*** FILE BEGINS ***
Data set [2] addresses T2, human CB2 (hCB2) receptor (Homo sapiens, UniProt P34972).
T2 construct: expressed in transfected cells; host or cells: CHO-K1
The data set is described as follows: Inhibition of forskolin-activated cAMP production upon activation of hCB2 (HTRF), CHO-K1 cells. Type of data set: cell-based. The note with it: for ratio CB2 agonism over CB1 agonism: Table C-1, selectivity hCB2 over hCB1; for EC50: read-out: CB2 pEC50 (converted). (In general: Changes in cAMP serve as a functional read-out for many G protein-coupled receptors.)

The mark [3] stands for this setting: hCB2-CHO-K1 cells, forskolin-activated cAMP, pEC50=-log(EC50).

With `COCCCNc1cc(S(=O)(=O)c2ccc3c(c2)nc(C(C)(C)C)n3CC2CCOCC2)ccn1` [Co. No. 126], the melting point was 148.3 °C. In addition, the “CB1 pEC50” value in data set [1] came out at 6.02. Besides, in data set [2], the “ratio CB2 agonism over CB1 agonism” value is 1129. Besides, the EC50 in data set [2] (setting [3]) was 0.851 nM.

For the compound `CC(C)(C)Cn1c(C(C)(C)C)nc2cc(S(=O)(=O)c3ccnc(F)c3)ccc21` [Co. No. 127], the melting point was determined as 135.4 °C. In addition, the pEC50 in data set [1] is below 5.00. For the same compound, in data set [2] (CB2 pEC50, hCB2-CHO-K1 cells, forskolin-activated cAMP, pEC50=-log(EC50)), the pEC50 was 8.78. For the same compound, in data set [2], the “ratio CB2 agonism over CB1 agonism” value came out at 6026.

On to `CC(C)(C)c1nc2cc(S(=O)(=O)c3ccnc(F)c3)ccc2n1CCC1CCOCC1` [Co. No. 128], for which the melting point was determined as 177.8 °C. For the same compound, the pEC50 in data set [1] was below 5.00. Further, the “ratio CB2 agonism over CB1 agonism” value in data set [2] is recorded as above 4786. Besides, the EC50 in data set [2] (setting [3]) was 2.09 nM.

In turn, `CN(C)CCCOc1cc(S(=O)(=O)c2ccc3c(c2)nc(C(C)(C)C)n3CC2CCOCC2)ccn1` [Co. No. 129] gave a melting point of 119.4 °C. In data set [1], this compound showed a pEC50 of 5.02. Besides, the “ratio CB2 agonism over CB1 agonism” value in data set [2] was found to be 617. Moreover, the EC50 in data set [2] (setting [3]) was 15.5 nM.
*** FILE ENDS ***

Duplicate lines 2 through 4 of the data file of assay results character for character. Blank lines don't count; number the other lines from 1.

T2 construct: expressed in transfected cells; host or cells: CHO-K1
The data set is described as follows: Inhibition of forskolin-activated cAMP production upon activation of hCB2 (HTRF), CHO-K1 cells. Type of data set: cell-based. The note with it: for ratio CB2 agonism over CB1 agonism: Table C-1, selectivity hCB2 over hCB1; for EC50: read-out: CB2 pEC50 (converted). (In general: Changes in cAMP serve as a functional read-out for many G protein-coupled receptors.)

The mark [3] stands for this setting: hCB2-CHO-K1 cells, forskolin-activated cAMP, pEC50=-log(EC50).